Table of Contents Author Guidelines Submit a Manuscript
Mediators of Inflammation
Volume 2014, Article ID 391492, 8 pages
http://dx.doi.org/10.1155/2014/391492
Research Article

Association of Myeloid Cells of Triggering Receptor-1 with Left Ventricular Systolic Dysfunction in BALB/c Mice with Sepsis

Department of Critical Care Medicine, Affiliated Hospital of Guangdong Medical College, No. 57 Southern Renmin Avenue, Zhanjiang, Guangdong 524023, China

Received 29 January 2014; Revised 20 April 2014; Accepted 1 May 2014; Published 15 May 2014

Academic Editor: Elaine Hatanaka

Copyright © 2014 Gaosheng Zhou et al. This is an open access article distributed under the Creative Commons Attribution License, which permits unrestricted use, distribution, and reproduction in any medium, provided the original work is properly cited.

Abstract

Objective. To investigate the correlation between TREM-1 and LPS-induced left ventricular systolic dysfunction in BALB/c mice. Methods. Male BALB/c mice were randomly divided into 3 groups: LPS, LPS/TREM-1, and control groups which were injected intraperitoneally with 25 mg/kg LPS, 5 μg TREM-1mAb 1 h after LPS challenge, and sterilized normal saline, respectively. Left ventricular systolic function was monitored by echocardiography at 6 h, 12 h, and 24 h. Meanwhile, TNF-α, IL-1β, and sTREM-1 in serum and myocardium were determined by ELISA or real-time PCR; at last left ventricles were taken for light microscopy examination. Results. FS and EF in LPS/mAbTREM-1 group, significantly declined compared with LPS and control group at 12 h, were accompanied with a markedly increase in serum IL-1β (at 6 h) and sTREM-1 (at 12 h and 24 h) expression. Myocardium TNF-α (at 6 h and 24 h) and sTREM-1 (at 6 h) were significantly higher in LPS/mAbTrem-1-treated mice than in time-matched LPS-treated mice; meanwhile myocardium TNF-α mRNA were markedly increased in comparison with LPS-treated or saline-treated mice at 24 h. Besides, mAbTREM-1 aggravated LPS-induced myocardial damage was observed. Conclusions. Our results suggest that TREM-1 is significantly associated with LPS-induced left ventricular systolic dysfunction in BALB/c mice.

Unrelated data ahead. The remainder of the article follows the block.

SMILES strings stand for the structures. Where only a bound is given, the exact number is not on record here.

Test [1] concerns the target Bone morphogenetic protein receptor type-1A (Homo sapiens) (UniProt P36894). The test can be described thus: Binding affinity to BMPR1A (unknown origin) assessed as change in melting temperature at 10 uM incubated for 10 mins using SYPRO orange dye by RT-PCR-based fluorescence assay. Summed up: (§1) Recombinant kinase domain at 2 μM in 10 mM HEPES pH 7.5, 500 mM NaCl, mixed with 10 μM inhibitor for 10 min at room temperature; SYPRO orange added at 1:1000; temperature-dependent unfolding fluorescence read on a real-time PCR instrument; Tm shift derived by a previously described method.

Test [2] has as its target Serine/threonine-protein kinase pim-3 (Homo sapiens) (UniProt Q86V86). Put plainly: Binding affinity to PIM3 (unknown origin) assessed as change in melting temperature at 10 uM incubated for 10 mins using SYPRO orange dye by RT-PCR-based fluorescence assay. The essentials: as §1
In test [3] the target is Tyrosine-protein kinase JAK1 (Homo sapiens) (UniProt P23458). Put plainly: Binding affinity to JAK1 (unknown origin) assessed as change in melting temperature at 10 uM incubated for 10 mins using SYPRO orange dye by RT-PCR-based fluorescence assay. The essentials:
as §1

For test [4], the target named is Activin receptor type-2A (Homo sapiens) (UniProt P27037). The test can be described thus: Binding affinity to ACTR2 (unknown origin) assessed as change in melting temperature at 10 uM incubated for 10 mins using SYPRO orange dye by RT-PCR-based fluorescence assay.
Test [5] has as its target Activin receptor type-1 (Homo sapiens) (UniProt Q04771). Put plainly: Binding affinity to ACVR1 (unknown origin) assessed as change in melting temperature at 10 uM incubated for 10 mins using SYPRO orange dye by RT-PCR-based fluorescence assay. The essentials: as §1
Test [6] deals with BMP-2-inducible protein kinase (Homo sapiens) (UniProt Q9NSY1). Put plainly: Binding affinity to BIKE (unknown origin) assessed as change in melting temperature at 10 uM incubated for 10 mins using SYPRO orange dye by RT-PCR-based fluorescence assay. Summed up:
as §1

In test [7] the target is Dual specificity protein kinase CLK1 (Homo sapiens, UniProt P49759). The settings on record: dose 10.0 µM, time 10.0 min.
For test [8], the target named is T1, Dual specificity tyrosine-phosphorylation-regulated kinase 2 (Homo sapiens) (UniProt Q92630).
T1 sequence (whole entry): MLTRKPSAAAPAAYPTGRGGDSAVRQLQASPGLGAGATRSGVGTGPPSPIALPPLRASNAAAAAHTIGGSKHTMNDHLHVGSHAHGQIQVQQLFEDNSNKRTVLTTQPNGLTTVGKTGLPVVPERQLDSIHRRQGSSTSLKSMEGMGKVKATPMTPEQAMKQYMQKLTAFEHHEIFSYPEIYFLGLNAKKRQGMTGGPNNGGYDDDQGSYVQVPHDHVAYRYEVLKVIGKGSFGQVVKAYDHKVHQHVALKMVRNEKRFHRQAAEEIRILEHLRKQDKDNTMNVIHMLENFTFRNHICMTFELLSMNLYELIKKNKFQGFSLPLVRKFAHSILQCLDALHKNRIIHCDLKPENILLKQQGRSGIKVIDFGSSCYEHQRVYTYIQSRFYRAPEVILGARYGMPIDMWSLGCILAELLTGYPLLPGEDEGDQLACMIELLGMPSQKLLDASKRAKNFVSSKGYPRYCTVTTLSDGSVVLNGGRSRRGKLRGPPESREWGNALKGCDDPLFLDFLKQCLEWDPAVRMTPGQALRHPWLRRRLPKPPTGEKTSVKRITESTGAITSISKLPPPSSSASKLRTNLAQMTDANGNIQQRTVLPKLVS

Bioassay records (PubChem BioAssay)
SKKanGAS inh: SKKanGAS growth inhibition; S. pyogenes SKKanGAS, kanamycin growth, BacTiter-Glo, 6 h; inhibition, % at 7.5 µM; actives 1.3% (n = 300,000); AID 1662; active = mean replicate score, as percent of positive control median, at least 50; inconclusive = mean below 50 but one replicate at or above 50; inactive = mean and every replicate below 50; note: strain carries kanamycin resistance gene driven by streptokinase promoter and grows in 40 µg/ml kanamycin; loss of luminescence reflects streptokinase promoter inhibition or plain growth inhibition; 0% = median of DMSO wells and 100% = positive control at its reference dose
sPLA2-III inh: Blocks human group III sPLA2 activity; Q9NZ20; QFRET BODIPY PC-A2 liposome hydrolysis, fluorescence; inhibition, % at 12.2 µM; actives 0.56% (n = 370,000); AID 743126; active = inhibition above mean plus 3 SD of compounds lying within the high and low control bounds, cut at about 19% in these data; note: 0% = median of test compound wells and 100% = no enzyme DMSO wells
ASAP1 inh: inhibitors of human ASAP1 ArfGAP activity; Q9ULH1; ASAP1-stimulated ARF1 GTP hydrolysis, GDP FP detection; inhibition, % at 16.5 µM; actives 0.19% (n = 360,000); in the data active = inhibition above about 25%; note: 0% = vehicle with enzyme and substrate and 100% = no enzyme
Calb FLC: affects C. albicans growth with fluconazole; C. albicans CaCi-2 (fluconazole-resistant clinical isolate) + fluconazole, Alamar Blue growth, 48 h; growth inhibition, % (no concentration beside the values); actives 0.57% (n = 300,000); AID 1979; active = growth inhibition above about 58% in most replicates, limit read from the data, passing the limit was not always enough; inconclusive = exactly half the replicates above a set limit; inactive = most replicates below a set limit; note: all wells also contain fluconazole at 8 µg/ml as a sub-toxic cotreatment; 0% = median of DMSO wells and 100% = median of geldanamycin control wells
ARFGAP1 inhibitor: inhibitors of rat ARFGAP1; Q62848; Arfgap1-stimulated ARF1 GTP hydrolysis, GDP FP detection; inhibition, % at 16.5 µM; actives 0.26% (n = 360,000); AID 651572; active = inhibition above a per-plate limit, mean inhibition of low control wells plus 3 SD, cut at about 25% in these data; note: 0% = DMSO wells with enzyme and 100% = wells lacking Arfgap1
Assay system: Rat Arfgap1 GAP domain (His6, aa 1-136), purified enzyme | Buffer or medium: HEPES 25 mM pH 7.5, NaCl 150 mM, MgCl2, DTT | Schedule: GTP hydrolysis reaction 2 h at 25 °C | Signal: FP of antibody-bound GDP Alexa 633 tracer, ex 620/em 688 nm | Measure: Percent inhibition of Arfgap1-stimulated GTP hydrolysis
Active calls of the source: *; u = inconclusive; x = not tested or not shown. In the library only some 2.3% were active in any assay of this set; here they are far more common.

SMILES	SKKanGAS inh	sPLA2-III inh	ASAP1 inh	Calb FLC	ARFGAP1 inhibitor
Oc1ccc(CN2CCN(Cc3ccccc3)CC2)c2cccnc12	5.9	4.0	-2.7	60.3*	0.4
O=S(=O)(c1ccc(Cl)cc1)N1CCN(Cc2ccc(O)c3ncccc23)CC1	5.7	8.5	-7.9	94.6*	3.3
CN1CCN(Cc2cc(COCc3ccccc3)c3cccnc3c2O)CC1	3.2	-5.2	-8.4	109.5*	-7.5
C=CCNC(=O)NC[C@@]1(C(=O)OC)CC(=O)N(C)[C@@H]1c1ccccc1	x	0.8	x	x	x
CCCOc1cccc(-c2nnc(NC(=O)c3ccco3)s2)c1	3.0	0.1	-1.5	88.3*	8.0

1. Introduction

The presence of cardiovascular dysfunction is an early and fatal complication for patients with sepsis or septic shock, with the mortality rate of 70% to 90% compared with 20% in septic patients without cardiovascular impairment [1, 2]. And approximately 64% of patients with severe sepsis or septic shock presented with myocardial depression including left ventricular diastolic and systolic dysfunction and right ventricular dysfunction [3].

Cardiovascular dysfunction during sepsis is probably multifactorial, and inflammatory cytokines have been shown to be clearly associated with it, but the precise molecular mechanisms remain unclear [4]. Furthermore, the previous study showed that proinflammatory mediators, such as tumor necrosis factor-α (TNF-α) and interleukin-1β (IL-1β), played a critical part in myocardial dysfunction during sepsis [5].